So in a couple of short weeks I shall be tripping up the aisle (not literally, fingers crossed) in our pretty little church to renew the vows I made fifteen years ago to love, honour and erm…look after my long-suffering Hubby. We’ve had our ups and downs – neither of us have been angels, but we’ve survived fifteen years without killing each other (it’s been close on occasions), produced two lovely sons and, as the eminently sensible Revd Craig pointed out, that’s got to be worth celebrating.
When he asked me this time last year if I’d consider doing him the honour (‘properly, this time – church… dress… party – the whole nine yards’) who knew that half the fun would be in the planning. I heartily recommend getting married (or remarried or blessed – don’t let the fact that you already have the ring stop you) quite a few years down the line in a relationship. Okay, so the downside is you have to pay for it yourself, and I’ll never make a wedding planner (‘what do you mean the Rally of Ireland is on the same day as the wedding and we can’t use the carpark as it’ll be stuffed full of rally cars?’) but the advantages are enormous. In fact, here are my top ten reasons for planning a wedding once you’re mature enough to make all the decisions:
1 The dress. Every girl knows it’s all about the dress. I had a bit of a false start here, purchasing a sensible, grown up cocktail dress from Monsoon then lying awake at night wishing I’d bought the wedding dress of my dreams. After all, you only get to walk down the aisle once, okay twice. And hey, if I want to do it wearing acres of pink tulle, looking like a cross between Katie Price and the Bride of Frankenstein, then it’s my shout. I don’t, but I reserve the right to.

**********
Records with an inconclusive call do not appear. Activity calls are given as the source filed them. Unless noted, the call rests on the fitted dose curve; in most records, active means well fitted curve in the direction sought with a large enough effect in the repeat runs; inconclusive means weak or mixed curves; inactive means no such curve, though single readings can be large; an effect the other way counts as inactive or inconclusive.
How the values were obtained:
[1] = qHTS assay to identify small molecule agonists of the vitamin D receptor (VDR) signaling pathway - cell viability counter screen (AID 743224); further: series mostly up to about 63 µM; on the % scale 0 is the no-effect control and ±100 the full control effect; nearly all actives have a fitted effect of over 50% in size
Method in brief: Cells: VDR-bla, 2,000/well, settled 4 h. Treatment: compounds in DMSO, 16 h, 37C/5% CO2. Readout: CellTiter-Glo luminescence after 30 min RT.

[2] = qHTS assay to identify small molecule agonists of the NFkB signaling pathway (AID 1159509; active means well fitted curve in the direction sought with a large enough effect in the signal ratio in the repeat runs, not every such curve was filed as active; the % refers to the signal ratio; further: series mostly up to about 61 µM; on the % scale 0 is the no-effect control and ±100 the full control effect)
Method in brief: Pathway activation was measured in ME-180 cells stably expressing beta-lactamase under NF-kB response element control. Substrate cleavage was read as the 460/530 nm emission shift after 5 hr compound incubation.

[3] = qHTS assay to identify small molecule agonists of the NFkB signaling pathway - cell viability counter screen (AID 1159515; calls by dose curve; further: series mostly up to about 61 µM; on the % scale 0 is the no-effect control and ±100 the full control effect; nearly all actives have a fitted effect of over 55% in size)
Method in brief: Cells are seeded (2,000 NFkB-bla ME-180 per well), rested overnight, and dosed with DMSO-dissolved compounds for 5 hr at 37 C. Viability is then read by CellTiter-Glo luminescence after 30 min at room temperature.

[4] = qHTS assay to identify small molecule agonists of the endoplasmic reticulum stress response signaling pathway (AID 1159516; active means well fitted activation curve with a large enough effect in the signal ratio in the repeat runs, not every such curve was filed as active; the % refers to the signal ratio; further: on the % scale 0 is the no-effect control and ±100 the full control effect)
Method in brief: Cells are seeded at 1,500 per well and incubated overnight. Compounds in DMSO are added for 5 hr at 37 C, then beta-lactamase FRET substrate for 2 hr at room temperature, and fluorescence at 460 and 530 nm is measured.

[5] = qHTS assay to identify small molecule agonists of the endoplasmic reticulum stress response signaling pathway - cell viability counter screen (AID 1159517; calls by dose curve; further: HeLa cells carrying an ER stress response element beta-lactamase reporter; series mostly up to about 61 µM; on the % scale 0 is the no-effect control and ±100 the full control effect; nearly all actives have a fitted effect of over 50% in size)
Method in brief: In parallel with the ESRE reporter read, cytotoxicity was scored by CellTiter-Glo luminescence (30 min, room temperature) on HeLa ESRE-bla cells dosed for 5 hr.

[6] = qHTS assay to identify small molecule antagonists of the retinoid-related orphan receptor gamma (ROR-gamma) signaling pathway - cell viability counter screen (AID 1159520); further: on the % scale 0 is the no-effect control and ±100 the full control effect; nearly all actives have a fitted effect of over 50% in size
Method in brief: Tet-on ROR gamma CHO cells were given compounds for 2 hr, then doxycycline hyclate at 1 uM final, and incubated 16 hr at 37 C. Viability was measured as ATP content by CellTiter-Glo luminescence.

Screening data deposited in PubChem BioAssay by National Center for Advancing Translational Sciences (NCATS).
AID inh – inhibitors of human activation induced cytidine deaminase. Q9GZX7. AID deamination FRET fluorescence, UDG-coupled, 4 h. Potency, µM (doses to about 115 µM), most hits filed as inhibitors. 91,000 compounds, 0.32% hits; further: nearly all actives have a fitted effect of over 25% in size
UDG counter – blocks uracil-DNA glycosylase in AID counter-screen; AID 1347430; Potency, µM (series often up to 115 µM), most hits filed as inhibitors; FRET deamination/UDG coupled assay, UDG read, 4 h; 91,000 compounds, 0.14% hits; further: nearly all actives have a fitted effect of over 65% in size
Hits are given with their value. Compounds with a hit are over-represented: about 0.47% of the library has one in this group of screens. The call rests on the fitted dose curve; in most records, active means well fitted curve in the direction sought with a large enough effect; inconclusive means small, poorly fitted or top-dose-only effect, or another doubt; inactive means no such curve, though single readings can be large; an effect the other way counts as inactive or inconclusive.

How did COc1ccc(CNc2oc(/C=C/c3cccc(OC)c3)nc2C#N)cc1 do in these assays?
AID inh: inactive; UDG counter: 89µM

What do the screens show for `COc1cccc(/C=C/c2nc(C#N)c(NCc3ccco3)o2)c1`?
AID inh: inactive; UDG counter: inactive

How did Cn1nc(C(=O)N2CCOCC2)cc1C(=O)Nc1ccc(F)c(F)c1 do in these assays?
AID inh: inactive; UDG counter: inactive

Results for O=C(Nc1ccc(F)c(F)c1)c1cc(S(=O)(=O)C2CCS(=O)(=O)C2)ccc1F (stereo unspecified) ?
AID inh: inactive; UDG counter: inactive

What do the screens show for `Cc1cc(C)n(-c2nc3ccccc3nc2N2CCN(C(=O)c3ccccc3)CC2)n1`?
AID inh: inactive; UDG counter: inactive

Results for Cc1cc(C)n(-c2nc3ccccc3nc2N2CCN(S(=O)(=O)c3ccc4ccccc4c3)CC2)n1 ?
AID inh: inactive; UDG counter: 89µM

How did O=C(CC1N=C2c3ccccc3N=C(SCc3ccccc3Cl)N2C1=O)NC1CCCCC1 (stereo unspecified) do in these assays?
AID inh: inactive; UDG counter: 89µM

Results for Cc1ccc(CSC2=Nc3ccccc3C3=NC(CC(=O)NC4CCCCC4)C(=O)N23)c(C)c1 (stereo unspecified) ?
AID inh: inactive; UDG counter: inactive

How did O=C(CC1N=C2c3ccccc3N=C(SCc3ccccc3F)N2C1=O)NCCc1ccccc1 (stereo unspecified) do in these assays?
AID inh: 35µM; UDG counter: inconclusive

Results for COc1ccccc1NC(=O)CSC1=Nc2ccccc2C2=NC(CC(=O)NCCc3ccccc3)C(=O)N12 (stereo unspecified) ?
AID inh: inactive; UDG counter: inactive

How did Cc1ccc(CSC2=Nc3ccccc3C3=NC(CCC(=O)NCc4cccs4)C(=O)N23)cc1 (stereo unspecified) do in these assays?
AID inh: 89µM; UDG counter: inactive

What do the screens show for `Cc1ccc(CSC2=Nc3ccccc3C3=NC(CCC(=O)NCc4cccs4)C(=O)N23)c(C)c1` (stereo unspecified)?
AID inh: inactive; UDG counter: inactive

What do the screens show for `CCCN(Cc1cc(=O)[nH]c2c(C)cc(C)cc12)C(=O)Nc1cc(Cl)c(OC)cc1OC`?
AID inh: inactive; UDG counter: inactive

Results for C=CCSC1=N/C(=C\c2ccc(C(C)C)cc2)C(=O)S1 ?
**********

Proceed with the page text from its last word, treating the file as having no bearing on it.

2 The guest list. Don’t want to invite that maiden aunt with the moustache who frightens the children? Cross her off the list. Let’s face it, by the time you get to your forties (6 months to go before the big 4-0!) you know who your friends are and who they aren’t. We’re delighted that we’ll be spending the day surrounded by the people that we love, and who love us back, and not with the people we felt we had to invite.
3 The service. Now it helps here to have a good relationship with your clergyman. We, happily, are onto a winner. Want a relaxed, child-friendly, happy, intimate service with lots of music and fun? No problem. Craig’s suggestions and ideas have added so much to the ceremony that we just can’t wait. And the locals secretly can’t wait to get a shufty inside the C of I church either.
4 The details. ‘I want the church full of flowers!’, I said to the florist, presenting her with my lovingly-made collage cut from several hundred wedding magazines. ‘I’d love the scent of beautiful lilies, freesias and roses to hit the congregation as they walk in… and I want my bouquet to be huuuuge and smell gorgeous and be full of bright colours: pink and orange and lime green…’ [cue sound of needle screeching across record.] Okay, so my original remit for the florist might have been a little extravagant. Flowers are slightly expensive and the sound of Hubby’s sharp intake of breath when presented with the quotation was enough to send me scuttling back with a slightly amended version of my original flamboyant request. These things cost money, y’know. The advantage is that you know exactly what you want. Even if you can’t actually afford it.